This is the fate of the survivors of Srebrenica. To this day, we live with the trauma of what we endured, and we will continue to live with it for the rest of our lives. Today, after almost three decades, I stand before you at the Headquarters of the United Nations, seeking recognition for all that we have suffered and continue to endure. Our struggle, unfortunately, is far from over. On a daily basis, we are subjected to rampant and ruthless genocide denial, historical revisionism, and the threat of renewed violence. International recognition of the Srebrenica genocide as a universal tragedy would help to stem this tide once and for all and, through global awareness, ensure that no other community, anywhere in the world, comes to share our fate. But just as we share a common fate, we share a common hope: that we can protect future generations from these experiences, that we will not impart our trauma to our children, only our wisdom, and that together, we will create a world in which they can live without fear, without genocide.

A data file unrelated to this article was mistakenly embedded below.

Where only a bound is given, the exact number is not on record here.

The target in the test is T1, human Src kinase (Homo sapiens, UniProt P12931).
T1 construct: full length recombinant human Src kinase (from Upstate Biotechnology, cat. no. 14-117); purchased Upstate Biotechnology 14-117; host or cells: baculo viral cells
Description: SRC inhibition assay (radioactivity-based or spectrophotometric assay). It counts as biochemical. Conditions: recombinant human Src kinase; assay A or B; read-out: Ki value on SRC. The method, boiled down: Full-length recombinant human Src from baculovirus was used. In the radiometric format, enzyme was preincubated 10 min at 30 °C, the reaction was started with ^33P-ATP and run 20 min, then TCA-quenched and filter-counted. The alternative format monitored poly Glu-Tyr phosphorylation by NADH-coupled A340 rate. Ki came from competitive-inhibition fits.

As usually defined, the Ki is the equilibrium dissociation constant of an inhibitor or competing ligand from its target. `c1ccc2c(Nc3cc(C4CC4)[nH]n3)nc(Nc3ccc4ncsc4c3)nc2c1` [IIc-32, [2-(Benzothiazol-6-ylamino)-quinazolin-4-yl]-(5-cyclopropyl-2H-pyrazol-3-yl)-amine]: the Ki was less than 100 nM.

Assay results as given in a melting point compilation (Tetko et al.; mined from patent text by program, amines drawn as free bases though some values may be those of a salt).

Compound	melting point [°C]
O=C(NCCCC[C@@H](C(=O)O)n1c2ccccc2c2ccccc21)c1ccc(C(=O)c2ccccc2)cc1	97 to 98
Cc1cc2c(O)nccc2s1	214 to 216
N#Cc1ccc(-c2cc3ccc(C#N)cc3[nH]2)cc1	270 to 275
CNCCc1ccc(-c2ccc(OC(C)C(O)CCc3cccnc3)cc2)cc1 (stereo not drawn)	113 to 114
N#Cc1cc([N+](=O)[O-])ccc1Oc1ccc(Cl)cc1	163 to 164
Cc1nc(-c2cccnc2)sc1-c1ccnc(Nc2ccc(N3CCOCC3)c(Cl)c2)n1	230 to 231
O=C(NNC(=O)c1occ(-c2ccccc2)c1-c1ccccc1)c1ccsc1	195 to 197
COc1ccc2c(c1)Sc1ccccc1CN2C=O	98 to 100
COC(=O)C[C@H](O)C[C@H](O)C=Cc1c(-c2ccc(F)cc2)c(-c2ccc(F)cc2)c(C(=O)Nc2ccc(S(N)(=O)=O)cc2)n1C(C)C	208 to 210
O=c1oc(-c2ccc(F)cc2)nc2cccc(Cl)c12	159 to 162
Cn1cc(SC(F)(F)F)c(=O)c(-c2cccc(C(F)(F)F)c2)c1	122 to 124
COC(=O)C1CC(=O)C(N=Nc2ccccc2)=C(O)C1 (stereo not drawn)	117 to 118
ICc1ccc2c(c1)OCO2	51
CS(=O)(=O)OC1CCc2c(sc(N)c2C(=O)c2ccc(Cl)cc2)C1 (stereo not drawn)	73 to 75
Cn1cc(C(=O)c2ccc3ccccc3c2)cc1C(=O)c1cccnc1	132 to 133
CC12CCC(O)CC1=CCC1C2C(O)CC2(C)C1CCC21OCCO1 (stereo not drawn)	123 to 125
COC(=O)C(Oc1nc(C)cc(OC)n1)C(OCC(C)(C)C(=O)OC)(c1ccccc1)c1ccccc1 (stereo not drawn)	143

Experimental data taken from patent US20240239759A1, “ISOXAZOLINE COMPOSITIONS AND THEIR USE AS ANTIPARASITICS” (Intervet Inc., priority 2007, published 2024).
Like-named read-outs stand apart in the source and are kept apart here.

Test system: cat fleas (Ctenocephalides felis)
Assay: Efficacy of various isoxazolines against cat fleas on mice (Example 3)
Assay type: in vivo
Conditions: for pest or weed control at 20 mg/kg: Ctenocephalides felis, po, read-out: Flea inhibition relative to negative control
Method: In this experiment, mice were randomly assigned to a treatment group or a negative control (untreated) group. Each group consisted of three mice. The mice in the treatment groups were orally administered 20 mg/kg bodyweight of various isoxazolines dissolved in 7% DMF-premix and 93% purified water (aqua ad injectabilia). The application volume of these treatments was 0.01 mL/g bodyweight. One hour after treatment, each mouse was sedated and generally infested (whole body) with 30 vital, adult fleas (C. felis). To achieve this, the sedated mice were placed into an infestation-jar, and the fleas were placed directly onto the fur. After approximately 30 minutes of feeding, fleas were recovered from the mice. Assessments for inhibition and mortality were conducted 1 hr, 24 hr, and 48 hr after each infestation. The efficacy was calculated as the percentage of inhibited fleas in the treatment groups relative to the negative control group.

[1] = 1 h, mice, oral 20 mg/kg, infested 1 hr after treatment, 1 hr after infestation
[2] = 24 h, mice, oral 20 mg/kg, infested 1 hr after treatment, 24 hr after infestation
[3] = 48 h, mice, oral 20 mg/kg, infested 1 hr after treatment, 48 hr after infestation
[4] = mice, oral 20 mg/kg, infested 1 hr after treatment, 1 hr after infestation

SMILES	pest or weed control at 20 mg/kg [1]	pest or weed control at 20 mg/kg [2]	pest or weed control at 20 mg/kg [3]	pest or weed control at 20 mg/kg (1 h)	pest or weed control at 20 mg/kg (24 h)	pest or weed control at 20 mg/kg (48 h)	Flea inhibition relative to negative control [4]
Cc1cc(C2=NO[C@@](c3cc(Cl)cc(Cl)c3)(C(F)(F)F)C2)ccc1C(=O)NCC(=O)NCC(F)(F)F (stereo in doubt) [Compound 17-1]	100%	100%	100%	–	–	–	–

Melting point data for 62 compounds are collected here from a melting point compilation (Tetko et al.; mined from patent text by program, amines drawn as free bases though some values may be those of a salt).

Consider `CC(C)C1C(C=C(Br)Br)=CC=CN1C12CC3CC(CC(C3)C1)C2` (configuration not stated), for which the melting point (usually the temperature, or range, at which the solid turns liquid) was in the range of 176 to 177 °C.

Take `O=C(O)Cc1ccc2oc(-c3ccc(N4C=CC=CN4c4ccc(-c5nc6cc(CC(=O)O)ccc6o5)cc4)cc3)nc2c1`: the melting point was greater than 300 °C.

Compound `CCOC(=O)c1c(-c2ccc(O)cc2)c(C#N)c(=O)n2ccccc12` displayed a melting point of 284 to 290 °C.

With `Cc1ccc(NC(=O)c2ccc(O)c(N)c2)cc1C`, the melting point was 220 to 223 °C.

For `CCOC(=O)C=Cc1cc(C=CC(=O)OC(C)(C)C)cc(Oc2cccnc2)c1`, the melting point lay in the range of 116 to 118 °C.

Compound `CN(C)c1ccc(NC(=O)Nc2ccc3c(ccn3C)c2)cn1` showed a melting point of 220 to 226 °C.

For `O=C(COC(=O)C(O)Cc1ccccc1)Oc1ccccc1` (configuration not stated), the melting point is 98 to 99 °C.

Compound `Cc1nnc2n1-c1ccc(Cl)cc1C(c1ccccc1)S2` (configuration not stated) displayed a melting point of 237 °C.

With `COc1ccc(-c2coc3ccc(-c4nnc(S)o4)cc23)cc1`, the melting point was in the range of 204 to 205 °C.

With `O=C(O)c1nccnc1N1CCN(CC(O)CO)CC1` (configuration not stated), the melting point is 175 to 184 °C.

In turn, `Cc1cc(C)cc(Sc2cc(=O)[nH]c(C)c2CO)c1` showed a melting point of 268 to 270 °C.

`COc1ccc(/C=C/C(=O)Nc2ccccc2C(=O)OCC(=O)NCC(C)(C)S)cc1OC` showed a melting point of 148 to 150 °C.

Therefore, as the head of the museum-archival team at the Srebrenica Memorial Center, and in preparation for the commemoration of the 29th and 30 th Anniversary of the Srebrenica Genocide here at the UN, I underline the importance of preserving the truth, sharing our stories, remembering lives lost. They are not mere numbers. They were people with names, families, dreams. And their mark on this Earth we are bound to preserve. One of the exhibits we plan to share with you in July will trace the footsteps of those who tried to flee Srebrenica but never made it. It shows footwear from humanitarian aid that I wore in Srebrenica, as did thousands of other residents. We called them mrtvare, “dead man’s shoes,” a name that now seems darkly prophetic. I am here today in the hope that no child, ever again, has to walk in “dead man’s shoes.”

Ladies and gentlemen,